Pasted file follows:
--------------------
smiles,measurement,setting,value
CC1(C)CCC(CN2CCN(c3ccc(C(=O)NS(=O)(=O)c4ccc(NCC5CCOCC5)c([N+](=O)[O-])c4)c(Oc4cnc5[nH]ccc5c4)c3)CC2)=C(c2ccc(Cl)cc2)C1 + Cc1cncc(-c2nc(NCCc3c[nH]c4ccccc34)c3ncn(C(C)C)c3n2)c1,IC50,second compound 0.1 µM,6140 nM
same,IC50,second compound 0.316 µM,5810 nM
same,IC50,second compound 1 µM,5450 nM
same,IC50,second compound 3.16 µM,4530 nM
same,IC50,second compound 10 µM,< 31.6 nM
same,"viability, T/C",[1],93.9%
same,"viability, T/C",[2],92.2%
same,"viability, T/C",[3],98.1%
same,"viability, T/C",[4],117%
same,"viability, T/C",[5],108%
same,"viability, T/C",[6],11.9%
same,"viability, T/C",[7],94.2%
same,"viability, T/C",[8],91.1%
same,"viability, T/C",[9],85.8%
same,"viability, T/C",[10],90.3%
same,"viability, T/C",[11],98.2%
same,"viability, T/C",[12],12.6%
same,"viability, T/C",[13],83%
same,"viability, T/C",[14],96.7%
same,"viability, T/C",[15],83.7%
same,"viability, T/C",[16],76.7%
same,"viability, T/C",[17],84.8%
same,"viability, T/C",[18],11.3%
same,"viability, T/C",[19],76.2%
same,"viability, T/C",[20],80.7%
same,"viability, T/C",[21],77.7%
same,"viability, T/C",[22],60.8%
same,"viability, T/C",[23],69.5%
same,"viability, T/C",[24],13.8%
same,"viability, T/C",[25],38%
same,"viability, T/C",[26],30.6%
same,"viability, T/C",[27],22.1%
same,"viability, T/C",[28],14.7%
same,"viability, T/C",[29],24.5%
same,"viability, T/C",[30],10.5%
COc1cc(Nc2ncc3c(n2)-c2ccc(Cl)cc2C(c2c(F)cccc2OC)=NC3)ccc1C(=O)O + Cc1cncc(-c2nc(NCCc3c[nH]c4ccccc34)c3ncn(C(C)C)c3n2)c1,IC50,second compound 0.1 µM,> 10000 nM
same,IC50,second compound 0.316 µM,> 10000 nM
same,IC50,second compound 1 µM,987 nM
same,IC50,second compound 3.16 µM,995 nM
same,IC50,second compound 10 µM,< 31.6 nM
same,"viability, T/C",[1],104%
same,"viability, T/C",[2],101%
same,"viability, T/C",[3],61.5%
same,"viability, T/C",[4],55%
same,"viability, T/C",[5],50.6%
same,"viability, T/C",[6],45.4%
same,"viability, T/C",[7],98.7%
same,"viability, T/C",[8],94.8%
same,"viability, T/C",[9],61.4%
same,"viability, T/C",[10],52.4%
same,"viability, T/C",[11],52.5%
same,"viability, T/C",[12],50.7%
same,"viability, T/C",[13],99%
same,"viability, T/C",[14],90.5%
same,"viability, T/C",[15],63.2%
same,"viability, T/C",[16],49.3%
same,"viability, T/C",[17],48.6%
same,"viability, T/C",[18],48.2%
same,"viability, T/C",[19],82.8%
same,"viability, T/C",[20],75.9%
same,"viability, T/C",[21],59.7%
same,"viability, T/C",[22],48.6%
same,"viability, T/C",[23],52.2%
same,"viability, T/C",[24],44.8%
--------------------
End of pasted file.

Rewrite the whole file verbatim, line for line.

smiles,measurement,setting,value
CC1(C)CCC(CN2CCN(c3ccc(C(=O)NS(=O)(=O)c4ccc(NCC5CCOCC5)c([N+](=O)[O-])c4)c(Oc4cnc5[nH]ccc5c4)c3)CC2)=C(c2ccc(Cl)cc2)C1 + Cc1cncc(-c2nc(NCCc3c[nH]c4ccccc34)c3ncn(C(C)C)c3n2)c1,IC50,second compound 0.1 µM,6140 nM
same,IC50,second compound 0.316 µM,5810 nM
same,IC50,second compound 1 µM,5450 nM
same,IC50,second compound 3.16 µM,4530 nM
same,IC50,second compound 10 µM,< 31.6 nM
same,"viability, T/C",[1],93.9%
same,"viability, T/C",[2],92.2%
same,"viability, T/C",[3],98.1%
same,"viability, T/C",[4],117%
same,"viability, T/C",[5],108%
same,"viability, T/C",[6],11.9%
same,"viability, T/C",[7],94.2%
same,"viability, T/C",[8],91.1%
same,"viability, T/C",[9],85.8%
same,"viability, T/C",[10],90.3%
same,"viability, T/C",[11],98.2%
same,"viability, T/C",[12],12.6%
same,"viability, T/C",[13],83%
same,"viability, T/C",[14],96.7%
same,"viability, T/C",[15],83.7%
same,"viability, T/C",[16],76.7%
same,"viability, T/C",[17],84.8%
same,"viability, T/C",[18],11.3%
same,"viability, T/C",[19],76.2%
same,"viability, T/C",[20],80.7%
same,"viability, T/C",[21],77.7%
same,"viability, T/C",[22],60.8%
same,"viability, T/C",[23],69.5%
same,"viability, T/C",[24],13.8%
same,"viability, T/C",[25],38%
same,"viability, T/C",[26],30.6%
same,"viability, T/C",[27],22.1%
same,"viability, T/C",[28],14.7%
same,"viability, T/C",[29],24.5%
same,"viability, T/C",[30],10.5%
COc1cc(Nc2ncc3c(n2)-c2ccc(Cl)cc2C(c2c(F)cccc2OC)=NC3)ccc1C(=O)O + Cc1cncc(-c2nc(NCCc3c[nH]c4ccccc34)c3ncn(C(C)C)c3n2)c1,IC50,second compound 0.1 µM,> 10000 nM
same,IC50,second compound 0.316 µM,> 10000 nM
same,IC50,second compound 1 µM,987 nM
same,IC50,second compound 3.16 µM,995 nM
same,IC50,second compound 10 µM,< 31.6 nM
same,"viability, T/C",[1],104%
same,"viability, T/C",[2],101%
same,"viability, T/C",[3],61.5%
same,"viability, T/C",[4],55%
same,"viability, T/C",[5],50.6%
same,"viability, T/C",[6],45.4%
same,"viability, T/C",[7],98.7%
same,"viability, T/C",[8],94.8%
same,"viability, T/C",[9],61.4%
same,"viability, T/C",[10],52.4%
same,"viability, T/C",[11],52.5%
same,"viability, T/C",[12],50.7%
same,"viability, T/C",[13],99%
same,"viability, T/C",[14],90.5%
same,"viability, T/C",[15],63.2%
same,"viability, T/C",[16],49.3%
same,"viability, T/C",[17],48.6%
same,"viability, T/C",[18],48.2%
same,"viability, T/C",[19],82.8%
same,"viability, T/C",[20],75.9%
same,"viability, T/C",[21],59.7%
same,"viability, T/C",[22],48.6%
same,"viability, T/C",[23],52.2%
same,"viability, T/C",[24],44.8%